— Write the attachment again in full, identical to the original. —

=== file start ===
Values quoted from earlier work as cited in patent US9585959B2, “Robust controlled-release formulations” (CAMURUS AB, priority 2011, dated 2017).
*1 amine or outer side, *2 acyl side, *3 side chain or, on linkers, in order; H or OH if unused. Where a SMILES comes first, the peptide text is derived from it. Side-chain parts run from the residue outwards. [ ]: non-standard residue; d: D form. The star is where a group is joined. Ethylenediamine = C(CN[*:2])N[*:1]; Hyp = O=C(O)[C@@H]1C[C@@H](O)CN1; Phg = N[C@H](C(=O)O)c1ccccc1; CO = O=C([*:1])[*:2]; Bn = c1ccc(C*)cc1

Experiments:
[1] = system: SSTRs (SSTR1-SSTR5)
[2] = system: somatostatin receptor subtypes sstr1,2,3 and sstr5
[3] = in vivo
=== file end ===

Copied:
Values quoted from earlier work as cited in patent US9585959B2, “Robust controlled-release formulations” (CAMURUS AB, priority 2011, dated 2017).
*1 amine or outer side, *2 acyl side, *3 side chain or, on linkers, in order; H or OH if unused. Where a SMILES comes first, the peptide text is derived from it. Side-chain parts run from the residue outwards. [ ]: non-standard residue; d: D form. The star is where a group is joined. Ethylenediamine = C(CN[*:2])N[*:1]; Hyp = O=C(O)[C@@H]1C[C@@H](O)CN1; Phg = N[C@H](C(=O)O)c1ccccc1; CO = O=C([*:1])[*:2]; Bn = c1ccc(C*)cc1

Experiments:
[1] = system: SSTRs (SSTR1-SSTR5)
[2] = system: somatostatin receptor subtypes sstr1,2,3 and sstr5
[3] = in vivo